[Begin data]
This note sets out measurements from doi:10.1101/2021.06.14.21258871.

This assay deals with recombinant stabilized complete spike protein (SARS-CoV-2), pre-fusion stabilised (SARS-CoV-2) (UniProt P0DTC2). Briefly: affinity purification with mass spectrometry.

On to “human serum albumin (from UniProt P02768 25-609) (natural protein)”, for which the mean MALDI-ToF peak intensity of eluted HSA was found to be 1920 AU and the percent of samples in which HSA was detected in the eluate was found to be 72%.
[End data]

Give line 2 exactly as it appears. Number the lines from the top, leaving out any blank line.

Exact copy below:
This assay deals with recombinant stabilized complete spike protein (SARS-CoV-2), pre-fusion stabilised (SARS-CoV-2) (UniProt P0DTC2). Briefly: affinity purification with mass spectrometry.